climate action. there is a concern around finances getting diluted. the urgency going awaway from climate mitigation in particular. that is what i fear about india's stance. many are asking me about what should m prime ministerodi do. there's a lot india is doing. there's a long way for all untries to go ahead but it comes down to how much each country can do based on where they are in the developing strategy and the number of people they have to pull out of poverty. it is that india' responsibility alone. amy: chandni singh, thank you for being with us, senior researcher on climate change adaptation athe indian institute for human settlements and one of the lead authors of the ipcc's report on the asia chapter. thank you for joining us.
as we turn now to continue to look at climate change but how a devastating new report finds one in five reptiles are threatened by extinction, with turtles and half of all crocodile species most at risk. that's the conclusion of the first comprehensive study of over 10,000 reptile species around the world that took nearly a thousand scientists and 15 years to complete. the study was just published in the journal "nature" and found multiple factors are threatening reptiles, including deforestation, urban encroachment, hunting, and the climate emergency. this is environmental biologist leslie rissler with the national science foundation. >> species are declining at a rapid rate. some estimates 10 times, 100 times, 1000 times more than the background rate of extinction that normally happens on the planet, so we are at a really critical time in earth's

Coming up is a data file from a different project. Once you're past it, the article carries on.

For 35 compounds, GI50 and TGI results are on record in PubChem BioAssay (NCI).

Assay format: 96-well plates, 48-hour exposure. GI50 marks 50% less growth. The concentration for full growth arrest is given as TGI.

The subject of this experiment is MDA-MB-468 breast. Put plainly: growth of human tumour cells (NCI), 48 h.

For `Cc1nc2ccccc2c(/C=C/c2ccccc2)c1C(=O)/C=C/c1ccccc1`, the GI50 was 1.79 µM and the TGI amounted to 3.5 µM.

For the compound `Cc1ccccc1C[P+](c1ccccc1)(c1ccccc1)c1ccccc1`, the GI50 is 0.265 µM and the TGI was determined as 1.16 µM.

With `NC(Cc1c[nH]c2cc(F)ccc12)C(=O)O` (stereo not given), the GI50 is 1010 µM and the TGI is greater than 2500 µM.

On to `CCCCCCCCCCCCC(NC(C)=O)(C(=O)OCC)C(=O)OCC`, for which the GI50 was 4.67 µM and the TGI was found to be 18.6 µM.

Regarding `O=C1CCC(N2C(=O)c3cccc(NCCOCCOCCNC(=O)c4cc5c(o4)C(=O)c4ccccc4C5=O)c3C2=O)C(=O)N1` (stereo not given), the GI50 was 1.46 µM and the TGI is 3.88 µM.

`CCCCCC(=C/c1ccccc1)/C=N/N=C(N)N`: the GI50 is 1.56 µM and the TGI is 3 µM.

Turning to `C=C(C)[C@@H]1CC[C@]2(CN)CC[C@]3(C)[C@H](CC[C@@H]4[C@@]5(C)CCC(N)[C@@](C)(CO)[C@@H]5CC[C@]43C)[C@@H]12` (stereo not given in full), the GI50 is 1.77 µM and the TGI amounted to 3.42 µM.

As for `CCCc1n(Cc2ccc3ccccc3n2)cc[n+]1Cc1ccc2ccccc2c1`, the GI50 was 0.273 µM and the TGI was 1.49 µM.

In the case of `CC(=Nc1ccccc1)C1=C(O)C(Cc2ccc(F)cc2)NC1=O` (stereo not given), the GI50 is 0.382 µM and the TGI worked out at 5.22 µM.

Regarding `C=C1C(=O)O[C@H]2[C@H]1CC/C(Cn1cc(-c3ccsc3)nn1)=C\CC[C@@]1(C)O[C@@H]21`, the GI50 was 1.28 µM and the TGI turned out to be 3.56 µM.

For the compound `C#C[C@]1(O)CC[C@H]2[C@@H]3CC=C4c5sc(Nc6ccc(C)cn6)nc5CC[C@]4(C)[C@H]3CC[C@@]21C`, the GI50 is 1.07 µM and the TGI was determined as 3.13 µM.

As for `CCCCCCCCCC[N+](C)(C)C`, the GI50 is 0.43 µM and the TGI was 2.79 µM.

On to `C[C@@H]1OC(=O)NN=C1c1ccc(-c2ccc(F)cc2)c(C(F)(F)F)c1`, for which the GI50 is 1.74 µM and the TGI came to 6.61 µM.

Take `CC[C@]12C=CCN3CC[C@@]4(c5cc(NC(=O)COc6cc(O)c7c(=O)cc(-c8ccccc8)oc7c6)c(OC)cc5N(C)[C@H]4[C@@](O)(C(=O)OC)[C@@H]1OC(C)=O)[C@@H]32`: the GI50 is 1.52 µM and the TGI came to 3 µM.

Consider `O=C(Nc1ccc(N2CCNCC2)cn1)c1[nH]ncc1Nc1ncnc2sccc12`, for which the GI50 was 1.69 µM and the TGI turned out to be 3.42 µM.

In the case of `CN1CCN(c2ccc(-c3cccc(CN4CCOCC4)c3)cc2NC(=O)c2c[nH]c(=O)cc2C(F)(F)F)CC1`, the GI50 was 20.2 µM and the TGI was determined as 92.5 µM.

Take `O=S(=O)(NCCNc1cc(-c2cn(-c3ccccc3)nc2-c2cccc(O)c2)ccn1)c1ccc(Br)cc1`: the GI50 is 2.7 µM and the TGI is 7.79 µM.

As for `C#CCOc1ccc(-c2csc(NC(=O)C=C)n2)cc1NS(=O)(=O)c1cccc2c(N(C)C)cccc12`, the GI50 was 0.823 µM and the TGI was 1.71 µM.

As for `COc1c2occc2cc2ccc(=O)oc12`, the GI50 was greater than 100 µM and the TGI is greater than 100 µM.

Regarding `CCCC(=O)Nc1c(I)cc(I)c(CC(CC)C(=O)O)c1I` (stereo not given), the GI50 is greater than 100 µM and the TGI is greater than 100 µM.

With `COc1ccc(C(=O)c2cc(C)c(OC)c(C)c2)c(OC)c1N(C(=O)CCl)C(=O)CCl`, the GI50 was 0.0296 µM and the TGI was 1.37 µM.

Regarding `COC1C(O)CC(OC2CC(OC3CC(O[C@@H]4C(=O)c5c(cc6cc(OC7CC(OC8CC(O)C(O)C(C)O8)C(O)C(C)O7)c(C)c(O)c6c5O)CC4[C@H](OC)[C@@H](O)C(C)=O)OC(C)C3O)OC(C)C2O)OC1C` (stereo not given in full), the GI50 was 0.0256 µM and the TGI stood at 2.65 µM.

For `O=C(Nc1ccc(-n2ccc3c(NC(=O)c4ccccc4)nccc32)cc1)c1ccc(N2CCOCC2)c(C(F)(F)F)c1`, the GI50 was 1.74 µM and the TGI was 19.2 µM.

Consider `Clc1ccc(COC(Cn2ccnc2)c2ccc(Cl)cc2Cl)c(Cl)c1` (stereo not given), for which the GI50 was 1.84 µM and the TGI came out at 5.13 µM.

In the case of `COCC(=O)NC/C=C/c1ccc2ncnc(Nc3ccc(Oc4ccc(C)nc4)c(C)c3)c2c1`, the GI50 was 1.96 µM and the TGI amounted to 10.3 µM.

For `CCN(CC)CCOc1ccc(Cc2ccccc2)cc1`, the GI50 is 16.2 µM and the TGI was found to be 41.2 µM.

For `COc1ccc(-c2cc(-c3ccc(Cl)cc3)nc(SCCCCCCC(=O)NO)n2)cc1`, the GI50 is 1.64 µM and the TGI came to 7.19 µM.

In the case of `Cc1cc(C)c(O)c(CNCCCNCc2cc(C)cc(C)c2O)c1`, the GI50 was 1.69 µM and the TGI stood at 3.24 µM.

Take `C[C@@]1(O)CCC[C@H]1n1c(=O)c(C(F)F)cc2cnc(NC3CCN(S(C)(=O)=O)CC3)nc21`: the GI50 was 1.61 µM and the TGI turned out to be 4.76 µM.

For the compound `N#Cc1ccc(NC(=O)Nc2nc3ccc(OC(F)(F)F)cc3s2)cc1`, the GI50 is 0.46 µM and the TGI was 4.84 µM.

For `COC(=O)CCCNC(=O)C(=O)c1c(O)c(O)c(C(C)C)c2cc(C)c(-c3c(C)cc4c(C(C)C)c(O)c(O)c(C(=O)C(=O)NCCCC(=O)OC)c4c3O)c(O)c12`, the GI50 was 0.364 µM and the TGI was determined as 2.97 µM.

history. amy: for more, we're joined in san josé, costa rica, by bruce young, who is the co-leader of the new study assessing the global extinction risk of reptiles. chief zoologist and senior conservation scientist for natureserve. welcome to democracy now! it is great to have you with us, dr. young. if you can start off by talking about what surprised you most about the results of this study. codes thank you for having me. you described the major results, longtime coming. for me, i was expecting reptiles would be somehow different than many of the other groups that we have already sdied. the history or the context is that we finished assessing the world'sirds in the1990's. i participated in completing the global assessment in 2003.